What could enhance Moretti's work further? What do I see as genuine problems and gaps in the models he offers? First, a warning: that counting publications only scratches the surface of the totality of cultural production in any given post-Gutenberg moment. This is an issue that Raphael Samuel wrote about for years with regard to historians and their archives: that what lands in archives, is recorded as documentary evidence, is just a small and sometimes highly unrepresentative selection of the totality of potential grist for the historian's mill in a given era. Moretti may be counting formal publication and finding that what is commonly taken to represent "national literature" is not typical or representative, but beyond that lies an even larger domain composed of the ephemeral, the unpreserved, the unrecorded. In the age of electronic communication, we should be especially sensitive to this problem. Even with the Web being archived, much of what has been written within it, and read avidly, is likely to be lost in the longer-term: asynchronous discussions, epistolary literatures passing through email, and so on.
There will come a point at which a project of quantifying cultural production in any given historical moment will only be able to gesture at a vast Oort cloud of unknown writings, performances, and texts, seeing the gravitational effects of some unseeable and lost Planet X tugging at the knowable and quantified. This especially strikes me as an Africanist: we now have some lovely examples of "market literature" in Nigeria available in published form, but beyond those examples, I very much doubt we will ever be able to represent the numbers or varieties of such texts published. If we confine our understanding of what was typical or normal within a cultural form to what we can find in archives, in libraries, in catalogs, in records of publication, we'll ultimately have a deformed conception of the totality. Beyond everything counted there is always another mountain of the uncountable.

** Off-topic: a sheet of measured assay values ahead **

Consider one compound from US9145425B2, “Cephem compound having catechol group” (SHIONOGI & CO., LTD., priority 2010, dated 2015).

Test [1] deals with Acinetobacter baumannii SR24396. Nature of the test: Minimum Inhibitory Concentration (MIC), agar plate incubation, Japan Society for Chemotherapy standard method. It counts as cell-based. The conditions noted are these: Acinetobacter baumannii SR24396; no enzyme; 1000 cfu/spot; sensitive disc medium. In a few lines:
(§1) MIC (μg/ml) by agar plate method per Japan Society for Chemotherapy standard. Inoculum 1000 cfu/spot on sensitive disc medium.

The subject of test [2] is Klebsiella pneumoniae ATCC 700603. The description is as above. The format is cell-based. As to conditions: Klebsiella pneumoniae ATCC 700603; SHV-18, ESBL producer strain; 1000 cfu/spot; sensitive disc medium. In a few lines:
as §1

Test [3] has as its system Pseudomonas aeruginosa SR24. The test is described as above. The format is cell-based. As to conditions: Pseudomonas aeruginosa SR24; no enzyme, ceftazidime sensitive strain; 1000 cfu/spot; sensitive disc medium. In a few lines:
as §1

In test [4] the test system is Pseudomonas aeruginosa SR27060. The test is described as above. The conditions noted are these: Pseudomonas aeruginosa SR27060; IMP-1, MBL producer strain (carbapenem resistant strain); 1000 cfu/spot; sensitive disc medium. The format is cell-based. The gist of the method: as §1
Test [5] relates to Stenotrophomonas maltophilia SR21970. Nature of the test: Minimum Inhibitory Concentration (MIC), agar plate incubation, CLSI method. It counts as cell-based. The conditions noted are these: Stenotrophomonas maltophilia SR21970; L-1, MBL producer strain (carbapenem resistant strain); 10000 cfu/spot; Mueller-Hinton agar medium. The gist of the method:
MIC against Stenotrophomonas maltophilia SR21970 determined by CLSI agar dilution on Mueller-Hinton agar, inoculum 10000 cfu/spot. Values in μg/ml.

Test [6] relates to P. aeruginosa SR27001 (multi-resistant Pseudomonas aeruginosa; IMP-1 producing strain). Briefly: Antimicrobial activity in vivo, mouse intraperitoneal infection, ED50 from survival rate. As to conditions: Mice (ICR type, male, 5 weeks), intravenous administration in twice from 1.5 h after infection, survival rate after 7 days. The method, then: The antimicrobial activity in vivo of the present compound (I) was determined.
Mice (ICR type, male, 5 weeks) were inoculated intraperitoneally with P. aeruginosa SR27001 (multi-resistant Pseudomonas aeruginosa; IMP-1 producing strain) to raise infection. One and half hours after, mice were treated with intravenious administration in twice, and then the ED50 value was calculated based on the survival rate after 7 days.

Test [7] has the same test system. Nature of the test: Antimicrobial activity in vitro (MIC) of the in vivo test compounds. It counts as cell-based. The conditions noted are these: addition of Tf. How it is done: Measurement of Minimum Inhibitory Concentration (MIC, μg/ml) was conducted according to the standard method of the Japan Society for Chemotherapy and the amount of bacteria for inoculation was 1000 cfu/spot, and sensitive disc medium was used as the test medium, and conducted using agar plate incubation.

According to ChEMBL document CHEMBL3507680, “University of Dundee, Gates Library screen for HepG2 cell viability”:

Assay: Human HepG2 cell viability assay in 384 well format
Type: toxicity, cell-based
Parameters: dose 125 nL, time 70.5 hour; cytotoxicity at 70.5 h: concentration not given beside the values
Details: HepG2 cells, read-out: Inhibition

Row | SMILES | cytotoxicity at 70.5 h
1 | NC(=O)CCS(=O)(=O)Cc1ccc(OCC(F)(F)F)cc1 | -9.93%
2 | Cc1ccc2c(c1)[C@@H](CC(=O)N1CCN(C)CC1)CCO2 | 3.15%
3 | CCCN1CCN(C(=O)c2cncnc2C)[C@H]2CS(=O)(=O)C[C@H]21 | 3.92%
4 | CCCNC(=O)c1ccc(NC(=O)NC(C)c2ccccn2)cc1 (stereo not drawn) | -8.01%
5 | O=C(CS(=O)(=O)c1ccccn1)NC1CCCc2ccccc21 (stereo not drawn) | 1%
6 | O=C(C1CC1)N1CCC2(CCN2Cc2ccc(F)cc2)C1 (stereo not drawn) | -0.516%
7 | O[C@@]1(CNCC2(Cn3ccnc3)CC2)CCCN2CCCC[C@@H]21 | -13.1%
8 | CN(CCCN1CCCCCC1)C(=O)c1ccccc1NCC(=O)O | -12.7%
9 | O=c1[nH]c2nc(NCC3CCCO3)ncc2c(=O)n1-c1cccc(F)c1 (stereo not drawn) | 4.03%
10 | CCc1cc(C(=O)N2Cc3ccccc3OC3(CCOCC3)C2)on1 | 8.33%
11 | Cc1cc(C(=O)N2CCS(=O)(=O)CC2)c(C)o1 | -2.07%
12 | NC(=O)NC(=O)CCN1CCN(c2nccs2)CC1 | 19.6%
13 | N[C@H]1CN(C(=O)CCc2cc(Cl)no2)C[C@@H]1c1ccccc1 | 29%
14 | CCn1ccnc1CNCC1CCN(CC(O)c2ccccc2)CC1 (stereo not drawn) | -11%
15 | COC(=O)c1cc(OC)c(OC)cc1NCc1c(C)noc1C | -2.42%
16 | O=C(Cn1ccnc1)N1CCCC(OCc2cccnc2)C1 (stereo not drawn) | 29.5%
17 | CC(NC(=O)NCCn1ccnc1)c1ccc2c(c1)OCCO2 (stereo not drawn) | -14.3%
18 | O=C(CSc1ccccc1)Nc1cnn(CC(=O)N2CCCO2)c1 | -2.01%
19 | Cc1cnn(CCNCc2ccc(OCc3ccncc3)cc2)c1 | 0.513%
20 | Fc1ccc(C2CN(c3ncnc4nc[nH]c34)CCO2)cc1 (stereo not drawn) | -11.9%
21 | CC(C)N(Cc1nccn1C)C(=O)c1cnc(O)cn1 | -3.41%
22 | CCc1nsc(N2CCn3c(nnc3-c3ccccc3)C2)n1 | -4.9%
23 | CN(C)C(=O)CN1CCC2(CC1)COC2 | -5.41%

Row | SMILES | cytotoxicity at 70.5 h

Historians of slavery turned over every stone and record to count the total number of Africans taken across the Atlantic, and even then, had to make some educated guesses, which still fuels (sometimes quite intense) debate among specialists in that field. But once some numbers were in hand, those historians realized that making any statements about their meaning depended on another set of numbers, namely, how many people there were in West and Equatorial Africa at any given moment in any given society, what the fertility rates were in those places, the numbers of men and women, and so on. All numbers which, frankly, are never going to be tallied through anything besides serious guesswork.
The second thing that occurs to me on reading Moretti is that we know quantifying publication and quantifying discrete elements (tropes, places, and so on) within publications doesn't tell us half so much as we might think about the quantification of readership and circulation. Again, maybe it's because I'm an Africanist that I'm especially wary in this regard. You can count up the numbers of newspapers published in a decade in southern Africa, including ones presumptively aimed at African audiences. You would be making a big mistake to assume that such numbers tell you how many people were reading or consuming those newspapers. We know from historical and ethnographic work that the literate often read or reinterpreted newspapers for the illiterate, and that a single copy of a publication was often passed around many readers. Texts travel through readerships in ways that numbers do not describe very well. Here I'd look to Elizabeth Hofmeyr's fantastic book on the transnational history of John Bunyan's Pilgrim's Progress for some insight, for a tracing of how a single work can traverse readerships in ways not precisely correlated with its appearance in libraries, archives, or even within texts that invoke, allude or cite Bunyan. There ought to be a sociology and social history of audience and reading that might complement Moretti's work, but my intuitive suspicion is that it would also very much complicate the claims he would like to make. I also think that the sociology of authorship and publication would be a useful complement to Moretti: to know who knows whom, who reads whom, and to which outlets and forms of publication they relate strikes me as retaining its importance.